It may not yet create a hundred million miracles every day, but the Internet of things is beginning to change the way we live and work. Embedded software connects devices wirelessly to the Internet and from there to other devices, systems and services to make magical things possible. At last evening’s Hardwired Meetup – organized and moderated by Matt Turck, of FirstMark Capital – five companies spoke of their specific miracles.
Keys and locks become a smartphone app – called an access control system. A single device small enough to hold in your hand contains software for an entire skyscraper – software that’s continuously updated. The device itself is designed using agile methodology. 3D printing makes it economically feasible to update the device as often as monthly. It’s so easy to install that customers can do it themselves. The company is Kisi, and it consists of three men in Brooklyn.
Virtual reality comes to the real estate industry as Floored uses proprietary 3D cameras and software to visualize customizable 3D models of spaces. These are new marketing tools that replace traditional static floor plans and photos and mediocre videos. Viewers can walk through the models, add and change furniture and objects, change the lighting and explore both what exists and what might be.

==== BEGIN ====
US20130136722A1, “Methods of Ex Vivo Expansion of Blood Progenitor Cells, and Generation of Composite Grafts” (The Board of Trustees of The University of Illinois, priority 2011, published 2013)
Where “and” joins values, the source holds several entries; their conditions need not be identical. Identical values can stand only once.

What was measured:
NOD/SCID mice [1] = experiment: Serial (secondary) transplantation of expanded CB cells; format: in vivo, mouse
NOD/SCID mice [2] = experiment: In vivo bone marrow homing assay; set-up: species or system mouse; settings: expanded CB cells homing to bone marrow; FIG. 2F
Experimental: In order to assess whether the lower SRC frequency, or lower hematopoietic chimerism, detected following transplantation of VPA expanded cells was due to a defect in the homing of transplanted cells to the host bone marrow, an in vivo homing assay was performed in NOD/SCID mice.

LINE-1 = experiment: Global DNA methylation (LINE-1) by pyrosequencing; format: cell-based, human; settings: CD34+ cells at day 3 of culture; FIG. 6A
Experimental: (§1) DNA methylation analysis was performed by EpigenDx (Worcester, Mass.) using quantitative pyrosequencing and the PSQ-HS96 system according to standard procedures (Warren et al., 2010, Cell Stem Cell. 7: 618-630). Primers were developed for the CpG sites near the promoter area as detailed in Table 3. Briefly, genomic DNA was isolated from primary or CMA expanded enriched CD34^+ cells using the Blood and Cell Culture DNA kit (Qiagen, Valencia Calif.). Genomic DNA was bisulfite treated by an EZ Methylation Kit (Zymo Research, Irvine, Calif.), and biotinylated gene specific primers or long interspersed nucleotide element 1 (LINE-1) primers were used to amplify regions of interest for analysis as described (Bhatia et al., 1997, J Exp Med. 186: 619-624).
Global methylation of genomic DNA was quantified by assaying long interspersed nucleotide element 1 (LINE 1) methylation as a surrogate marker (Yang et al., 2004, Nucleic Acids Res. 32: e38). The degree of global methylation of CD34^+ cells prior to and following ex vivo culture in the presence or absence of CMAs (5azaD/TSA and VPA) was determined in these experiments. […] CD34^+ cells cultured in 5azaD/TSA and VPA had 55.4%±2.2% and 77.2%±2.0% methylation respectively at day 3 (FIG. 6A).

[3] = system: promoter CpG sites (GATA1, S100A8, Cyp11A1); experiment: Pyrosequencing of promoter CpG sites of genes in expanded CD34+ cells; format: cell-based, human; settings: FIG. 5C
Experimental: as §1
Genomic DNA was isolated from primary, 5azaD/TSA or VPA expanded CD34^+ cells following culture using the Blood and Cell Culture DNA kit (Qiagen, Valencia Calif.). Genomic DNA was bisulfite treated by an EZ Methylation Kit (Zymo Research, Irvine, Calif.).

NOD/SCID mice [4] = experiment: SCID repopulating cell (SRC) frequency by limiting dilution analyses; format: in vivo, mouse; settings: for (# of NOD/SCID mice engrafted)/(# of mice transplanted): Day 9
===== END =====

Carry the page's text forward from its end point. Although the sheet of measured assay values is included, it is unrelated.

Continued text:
Decorate your home with computer-generated artwork from the Internet or artists, including yourself shown on wall-hung or tabletop framed high definition screens from Electric Objects. What you see on the panels is controlled by an app on an Android smartphone – with no mouse or keyboard – and you may choose a single visual or a collection. one goal of the company is to recruit and support a network of artists who create new works as well as to provide distribution for existing works.
Estimote produces beacons and stickers – small wireless sensors – that can be attached to any object and that broadcast what’s where through radio waves to a smartphone with the right software. The beacons and stickers can be used to build mobile interactions such as proximity marketing, contactless payments and in-venue analytics. Developers are already building apps in retail, education, healthcare, transportation, hospitality and other sectors.
Dragon Innovation has no products of its own, but its miracle is to bring to life what others invent It delivers services that enable inventors of miraculous IoT products to produce their products. It provides certification that products will perform, which can support crowd-funding, and advisory services and project management for manufacturing.
Footnote on crowdfunding: It’s not a sustainable sales channel but can produce valuable market validation and demonstrate demand provided you prepare your campaign thoughtfully and professionally. For Electric Object, it attracted more than 2,200 backers and nearly $800,000 for a $25,000 goal!